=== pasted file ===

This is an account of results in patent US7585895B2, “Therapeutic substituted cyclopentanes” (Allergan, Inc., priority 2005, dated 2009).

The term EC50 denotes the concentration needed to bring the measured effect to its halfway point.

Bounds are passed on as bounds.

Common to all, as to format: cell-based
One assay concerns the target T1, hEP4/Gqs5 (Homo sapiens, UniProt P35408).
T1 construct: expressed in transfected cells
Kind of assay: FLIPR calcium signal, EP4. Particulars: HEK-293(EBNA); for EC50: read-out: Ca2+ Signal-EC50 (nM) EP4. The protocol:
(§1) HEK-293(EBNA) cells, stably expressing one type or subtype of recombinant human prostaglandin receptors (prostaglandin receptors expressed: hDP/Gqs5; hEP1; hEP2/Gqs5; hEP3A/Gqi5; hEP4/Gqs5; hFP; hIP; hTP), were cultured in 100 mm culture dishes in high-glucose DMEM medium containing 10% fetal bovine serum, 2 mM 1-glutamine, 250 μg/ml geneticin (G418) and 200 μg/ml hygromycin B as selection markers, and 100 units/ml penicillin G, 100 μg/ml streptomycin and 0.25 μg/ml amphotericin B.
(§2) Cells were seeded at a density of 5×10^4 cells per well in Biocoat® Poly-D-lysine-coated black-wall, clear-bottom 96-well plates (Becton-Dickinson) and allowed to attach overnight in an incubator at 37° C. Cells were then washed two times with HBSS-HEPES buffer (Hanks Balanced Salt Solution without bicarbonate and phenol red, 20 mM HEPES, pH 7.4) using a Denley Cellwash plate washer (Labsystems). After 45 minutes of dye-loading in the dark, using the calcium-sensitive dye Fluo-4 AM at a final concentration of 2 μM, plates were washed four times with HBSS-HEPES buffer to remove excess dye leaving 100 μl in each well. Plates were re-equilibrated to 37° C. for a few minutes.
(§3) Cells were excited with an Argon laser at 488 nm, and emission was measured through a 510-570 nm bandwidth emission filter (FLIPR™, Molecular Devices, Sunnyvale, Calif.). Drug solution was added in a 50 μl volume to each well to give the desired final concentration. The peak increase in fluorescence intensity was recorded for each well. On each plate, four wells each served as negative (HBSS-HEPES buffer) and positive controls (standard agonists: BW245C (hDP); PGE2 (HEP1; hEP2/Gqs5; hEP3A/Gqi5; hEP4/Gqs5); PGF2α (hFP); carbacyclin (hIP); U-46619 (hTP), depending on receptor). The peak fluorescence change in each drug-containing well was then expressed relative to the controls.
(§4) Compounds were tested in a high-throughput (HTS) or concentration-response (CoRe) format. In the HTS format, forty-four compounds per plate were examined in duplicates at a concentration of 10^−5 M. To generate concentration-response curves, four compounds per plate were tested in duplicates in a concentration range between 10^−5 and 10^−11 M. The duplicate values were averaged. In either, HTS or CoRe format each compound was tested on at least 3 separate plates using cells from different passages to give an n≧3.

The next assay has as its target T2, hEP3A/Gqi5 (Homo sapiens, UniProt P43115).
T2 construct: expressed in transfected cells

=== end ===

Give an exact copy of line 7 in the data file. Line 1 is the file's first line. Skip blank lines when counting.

Kind of assay: FLIPR calcium signal, EP4. Particulars: HEK-293(EBNA); for EC50: read-out: Ca2+ Signal-EC50 (nM) EP4. The protocol: